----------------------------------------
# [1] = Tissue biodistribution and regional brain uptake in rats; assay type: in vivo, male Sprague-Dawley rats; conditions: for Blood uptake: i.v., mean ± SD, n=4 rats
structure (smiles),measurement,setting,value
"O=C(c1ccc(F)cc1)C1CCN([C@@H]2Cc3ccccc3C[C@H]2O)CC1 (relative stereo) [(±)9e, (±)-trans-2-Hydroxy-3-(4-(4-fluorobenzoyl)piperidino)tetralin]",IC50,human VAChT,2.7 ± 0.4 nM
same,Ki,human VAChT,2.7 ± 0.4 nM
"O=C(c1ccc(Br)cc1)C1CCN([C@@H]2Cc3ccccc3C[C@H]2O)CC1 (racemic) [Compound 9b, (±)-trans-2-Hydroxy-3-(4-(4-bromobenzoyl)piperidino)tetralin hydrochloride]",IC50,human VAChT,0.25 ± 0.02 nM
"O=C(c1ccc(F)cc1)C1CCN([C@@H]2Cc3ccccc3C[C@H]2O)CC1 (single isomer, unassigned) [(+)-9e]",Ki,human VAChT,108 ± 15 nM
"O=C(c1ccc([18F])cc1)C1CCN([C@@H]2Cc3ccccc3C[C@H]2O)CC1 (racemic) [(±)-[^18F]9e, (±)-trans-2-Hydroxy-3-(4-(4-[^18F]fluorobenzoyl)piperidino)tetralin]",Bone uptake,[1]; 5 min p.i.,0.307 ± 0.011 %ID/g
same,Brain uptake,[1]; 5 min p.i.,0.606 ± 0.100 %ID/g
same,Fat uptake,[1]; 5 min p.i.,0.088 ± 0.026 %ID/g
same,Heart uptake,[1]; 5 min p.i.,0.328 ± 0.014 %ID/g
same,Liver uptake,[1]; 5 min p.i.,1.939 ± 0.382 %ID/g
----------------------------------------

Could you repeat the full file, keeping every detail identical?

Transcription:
# [1] = Tissue biodistribution and regional brain uptake in rats; assay type: in vivo, male Sprague-Dawley rats; conditions: for Blood uptake: i.v., mean ± SD, n=4 rats
structure (smiles),measurement,setting,value
"O=C(c1ccc(F)cc1)C1CCN([C@@H]2Cc3ccccc3C[C@H]2O)CC1 (relative stereo) [(±)9e, (±)-trans-2-Hydroxy-3-(4-(4-fluorobenzoyl)piperidino)tetralin]",IC50,human VAChT,2.7 ± 0.4 nM
same,Ki,human VAChT,2.7 ± 0.4 nM
"O=C(c1ccc(Br)cc1)C1CCN([C@@H]2Cc3ccccc3C[C@H]2O)CC1 (racemic) [Compound 9b, (±)-trans-2-Hydroxy-3-(4-(4-bromobenzoyl)piperidino)tetralin hydrochloride]",IC50,human VAChT,0.25 ± 0.02 nM
"O=C(c1ccc(F)cc1)C1CCN([C@@H]2Cc3ccccc3C[C@H]2O)CC1 (single isomer, unassigned) [(+)-9e]",Ki,human VAChT,108 ± 15 nM
"O=C(c1ccc([18F])cc1)C1CCN([C@@H]2Cc3ccccc3C[C@H]2O)CC1 (racemic) [(±)-[^18F]9e, (±)-trans-2-Hydroxy-3-(4-(4-[^18F]fluorobenzoyl)piperidino)tetralin]",Bone uptake,[1]; 5 min p.i.,0.307 ± 0.011 %ID/g
same,Brain uptake,[1]; 5 min p.i.,0.606 ± 0.100 %ID/g
same,Fat uptake,[1]; 5 min p.i.,0.088 ± 0.026 %ID/g
same,Heart uptake,[1]; 5 min p.i.,0.328 ± 0.014 %ID/g
same,Liver uptake,[1]; 5 min p.i.,1.939 ± 0.382 %ID/g